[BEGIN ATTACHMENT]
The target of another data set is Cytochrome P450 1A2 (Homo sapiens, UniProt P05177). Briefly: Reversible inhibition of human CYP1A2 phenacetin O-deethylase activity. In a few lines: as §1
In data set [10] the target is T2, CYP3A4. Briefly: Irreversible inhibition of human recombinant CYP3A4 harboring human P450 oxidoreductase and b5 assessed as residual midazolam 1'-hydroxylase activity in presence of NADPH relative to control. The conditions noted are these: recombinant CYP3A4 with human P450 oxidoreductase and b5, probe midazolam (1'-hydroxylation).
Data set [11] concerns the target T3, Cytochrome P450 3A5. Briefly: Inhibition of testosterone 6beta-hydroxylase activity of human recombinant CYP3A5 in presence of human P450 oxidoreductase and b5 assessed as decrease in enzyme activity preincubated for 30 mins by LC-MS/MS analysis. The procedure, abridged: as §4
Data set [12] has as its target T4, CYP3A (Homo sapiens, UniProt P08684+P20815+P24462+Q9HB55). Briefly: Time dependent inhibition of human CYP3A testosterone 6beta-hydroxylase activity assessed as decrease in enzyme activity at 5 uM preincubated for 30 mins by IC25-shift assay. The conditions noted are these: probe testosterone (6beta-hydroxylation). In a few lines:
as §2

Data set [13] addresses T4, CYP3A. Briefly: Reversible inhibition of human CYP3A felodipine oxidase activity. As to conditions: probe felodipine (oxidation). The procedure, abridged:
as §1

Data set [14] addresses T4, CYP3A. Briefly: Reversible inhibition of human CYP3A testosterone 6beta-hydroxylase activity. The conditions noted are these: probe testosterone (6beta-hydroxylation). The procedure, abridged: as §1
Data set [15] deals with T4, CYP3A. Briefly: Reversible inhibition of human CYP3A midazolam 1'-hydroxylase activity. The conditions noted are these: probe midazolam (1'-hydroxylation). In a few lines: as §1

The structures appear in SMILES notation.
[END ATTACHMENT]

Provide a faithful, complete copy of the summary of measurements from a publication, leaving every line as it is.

The target of another data set is Cytochrome P450 1A2 (Homo sapiens, UniProt P05177). Briefly: Reversible inhibition of human CYP1A2 phenacetin O-deethylase activity. In a few lines: as §1
In data set [10] the target is T2, CYP3A4. Briefly: Irreversible inhibition of human recombinant CYP3A4 harboring human P450 oxidoreductase and b5 assessed as residual midazolam 1'-hydroxylase activity in presence of NADPH relative to control. The conditions noted are these: recombinant CYP3A4 with human P450 oxidoreductase and b5, probe midazolam (1'-hydroxylation).
Data set [11] concerns the target T3, Cytochrome P450 3A5. Briefly: Inhibition of testosterone 6beta-hydroxylase activity of human recombinant CYP3A5 in presence of human P450 oxidoreductase and b5 assessed as decrease in enzyme activity preincubated for 30 mins by LC-MS/MS analysis. The procedure, abridged: as §4
Data set [12] has as its target T4, CYP3A (Homo sapiens, UniProt P08684+P20815+P24462+Q9HB55). Briefly: Time dependent inhibition of human CYP3A testosterone 6beta-hydroxylase activity assessed as decrease in enzyme activity at 5 uM preincubated for 30 mins by IC25-shift assay. The conditions noted are these: probe testosterone (6beta-hydroxylation). In a few lines:
as §2

Data set [13] addresses T4, CYP3A. Briefly: Reversible inhibition of human CYP3A felodipine oxidase activity. As to conditions: probe felodipine (oxidation). The procedure, abridged:
as §1

Data set [14] addresses T4, CYP3A. Briefly: Reversible inhibition of human CYP3A testosterone 6beta-hydroxylase activity. The conditions noted are these: probe testosterone (6beta-hydroxylation). The procedure, abridged: as §1
Data set [15] deals with T4, CYP3A. Briefly: Reversible inhibition of human CYP3A midazolam 1'-hydroxylase activity. The conditions noted are these: probe midazolam (1'-hydroxylation). In a few lines: as §1

The structures appear in SMILES notation.